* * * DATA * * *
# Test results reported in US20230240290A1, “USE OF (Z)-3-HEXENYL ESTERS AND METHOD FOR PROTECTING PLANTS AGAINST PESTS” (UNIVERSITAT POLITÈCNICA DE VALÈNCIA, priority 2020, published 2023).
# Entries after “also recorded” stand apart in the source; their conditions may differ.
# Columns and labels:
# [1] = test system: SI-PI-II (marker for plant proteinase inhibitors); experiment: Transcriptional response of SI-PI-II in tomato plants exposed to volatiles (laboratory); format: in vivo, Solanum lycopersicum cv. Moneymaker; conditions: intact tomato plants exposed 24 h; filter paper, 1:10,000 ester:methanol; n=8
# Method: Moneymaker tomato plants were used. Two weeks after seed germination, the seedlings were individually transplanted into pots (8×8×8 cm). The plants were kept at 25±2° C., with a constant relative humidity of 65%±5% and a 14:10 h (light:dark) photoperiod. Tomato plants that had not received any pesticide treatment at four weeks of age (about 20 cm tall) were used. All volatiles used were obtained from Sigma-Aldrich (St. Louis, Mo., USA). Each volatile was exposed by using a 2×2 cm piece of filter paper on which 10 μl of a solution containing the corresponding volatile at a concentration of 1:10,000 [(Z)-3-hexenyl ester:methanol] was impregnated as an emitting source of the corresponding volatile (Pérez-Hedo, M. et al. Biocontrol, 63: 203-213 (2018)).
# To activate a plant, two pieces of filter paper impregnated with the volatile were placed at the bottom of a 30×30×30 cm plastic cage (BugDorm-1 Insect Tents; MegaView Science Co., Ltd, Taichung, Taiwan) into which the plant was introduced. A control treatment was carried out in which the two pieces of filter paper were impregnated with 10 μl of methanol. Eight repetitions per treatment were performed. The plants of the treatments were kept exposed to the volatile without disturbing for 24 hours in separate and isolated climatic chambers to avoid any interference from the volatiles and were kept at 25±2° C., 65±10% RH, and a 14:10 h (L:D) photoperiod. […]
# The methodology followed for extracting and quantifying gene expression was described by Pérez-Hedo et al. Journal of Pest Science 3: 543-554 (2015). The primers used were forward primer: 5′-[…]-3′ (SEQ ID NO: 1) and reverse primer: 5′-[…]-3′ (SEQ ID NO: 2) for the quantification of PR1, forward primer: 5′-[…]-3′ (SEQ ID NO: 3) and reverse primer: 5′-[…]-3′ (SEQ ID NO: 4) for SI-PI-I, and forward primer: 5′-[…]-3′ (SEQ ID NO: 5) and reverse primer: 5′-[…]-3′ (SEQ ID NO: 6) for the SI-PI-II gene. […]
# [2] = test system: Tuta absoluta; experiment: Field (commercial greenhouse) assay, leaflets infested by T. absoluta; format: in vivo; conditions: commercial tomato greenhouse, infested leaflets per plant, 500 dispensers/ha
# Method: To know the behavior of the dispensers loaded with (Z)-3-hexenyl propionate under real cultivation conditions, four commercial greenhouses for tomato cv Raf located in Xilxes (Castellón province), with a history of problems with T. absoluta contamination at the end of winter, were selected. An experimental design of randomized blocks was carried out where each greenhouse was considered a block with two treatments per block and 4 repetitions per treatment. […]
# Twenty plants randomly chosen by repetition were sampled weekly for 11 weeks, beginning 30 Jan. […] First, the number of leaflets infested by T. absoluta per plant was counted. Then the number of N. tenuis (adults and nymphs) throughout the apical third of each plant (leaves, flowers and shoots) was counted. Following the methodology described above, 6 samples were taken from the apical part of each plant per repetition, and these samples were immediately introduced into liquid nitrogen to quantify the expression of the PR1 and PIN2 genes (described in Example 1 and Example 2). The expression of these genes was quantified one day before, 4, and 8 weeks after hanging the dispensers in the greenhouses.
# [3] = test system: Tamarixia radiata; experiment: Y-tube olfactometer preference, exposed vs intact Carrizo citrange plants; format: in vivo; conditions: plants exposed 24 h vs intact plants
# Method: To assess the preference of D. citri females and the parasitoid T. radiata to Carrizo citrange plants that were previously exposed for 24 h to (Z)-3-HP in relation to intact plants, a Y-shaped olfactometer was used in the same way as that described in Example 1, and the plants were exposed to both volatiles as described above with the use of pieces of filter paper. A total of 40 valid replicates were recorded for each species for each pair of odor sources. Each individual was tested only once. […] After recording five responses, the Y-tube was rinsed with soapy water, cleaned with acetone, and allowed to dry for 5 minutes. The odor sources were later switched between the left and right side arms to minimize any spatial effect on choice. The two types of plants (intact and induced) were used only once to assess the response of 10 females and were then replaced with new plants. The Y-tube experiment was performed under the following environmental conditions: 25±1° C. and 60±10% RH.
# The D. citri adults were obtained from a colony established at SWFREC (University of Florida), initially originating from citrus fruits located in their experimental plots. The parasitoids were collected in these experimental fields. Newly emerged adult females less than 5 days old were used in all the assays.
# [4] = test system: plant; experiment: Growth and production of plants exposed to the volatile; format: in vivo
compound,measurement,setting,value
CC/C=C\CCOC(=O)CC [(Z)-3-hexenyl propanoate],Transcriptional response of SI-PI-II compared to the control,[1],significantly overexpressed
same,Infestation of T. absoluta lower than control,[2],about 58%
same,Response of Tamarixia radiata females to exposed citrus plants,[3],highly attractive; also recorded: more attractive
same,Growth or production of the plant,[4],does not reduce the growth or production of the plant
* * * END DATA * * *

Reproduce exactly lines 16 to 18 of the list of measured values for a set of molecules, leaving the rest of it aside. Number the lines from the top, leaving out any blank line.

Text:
CC/C=C\CCOC(=O)CC [(Z)-3-hexenyl propanoate],Transcriptional response of SI-PI-II compared to the control,[1],significantly overexpressed
same,Infestation of T. absoluta lower than control,[2],about 58%
same,Response of Tamarixia radiata females to exposed citrus plants,[3],highly attractive; also recorded: more attractive